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Failure to implement a safe practice to clean equipment costs company $55,000

A failure to implement safe practices for isolating equipment before being cleaned has resulted in a $55,000 fine for a baked goods company, after a worker became entrapped and seriously injured in a conveyor.

The Outback Pie Company in Queensland operated a Downhill Spiral Freezer Conveyor, which was used to move frozen products from the freezer to the packing room. Around May 2019, the conveyor belt was replaced, and it was threaded in such a way that exposed the tension roller on its underside, and created an unguarded nip point between the roller and the conveyor belt that was accessible by workers.

On 23 October 2020, a worker was using a scraper to clean product from the tension roller on the underside of the conveyor when their sleeve got caught, resulting in the worker suffering multiple fractures of their left arm. The worker required surgery and was unable to work for at least 4 months.

Following the incident, the company promptly developed and implemented a standard operating procedure for the task of cleaning the conveyor, which included switching off the belt during cleaning. If the rollers required an extra clean to get rid of build up, then the control panel would need to be isolated with a padlock on the main power switch.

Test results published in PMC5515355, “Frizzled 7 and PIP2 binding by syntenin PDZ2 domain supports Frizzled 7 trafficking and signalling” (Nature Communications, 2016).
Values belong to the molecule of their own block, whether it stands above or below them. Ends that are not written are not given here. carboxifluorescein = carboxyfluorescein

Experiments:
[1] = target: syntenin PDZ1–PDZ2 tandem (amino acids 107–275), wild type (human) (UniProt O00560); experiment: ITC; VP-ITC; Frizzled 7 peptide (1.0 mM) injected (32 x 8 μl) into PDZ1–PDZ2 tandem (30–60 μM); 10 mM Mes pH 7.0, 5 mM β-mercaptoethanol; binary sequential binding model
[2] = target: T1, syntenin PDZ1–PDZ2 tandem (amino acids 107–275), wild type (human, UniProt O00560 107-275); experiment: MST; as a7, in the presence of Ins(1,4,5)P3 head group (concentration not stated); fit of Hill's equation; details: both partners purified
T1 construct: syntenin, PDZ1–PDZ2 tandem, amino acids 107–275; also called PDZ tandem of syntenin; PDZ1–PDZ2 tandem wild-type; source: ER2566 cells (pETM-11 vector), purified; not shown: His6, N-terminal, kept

The company pleaded guilty to a failure to comply with its primary duty to ensure workers’ health and safety pursuant to section 32 of the Work Health and Safety Act 2011 (Qld). The Court heard that, although the conveyor had to be cleaned daily and it was a common practice of workers to clean it while it was operating, the company had never conducted a risk assessment or developed a safe work instruction for the activity.

In imposing the penalty, the Court noted that the offence was serious, the risk was obvious and the low-cost measures that were developed by the company after the incident could easily have been implemented beforehand.

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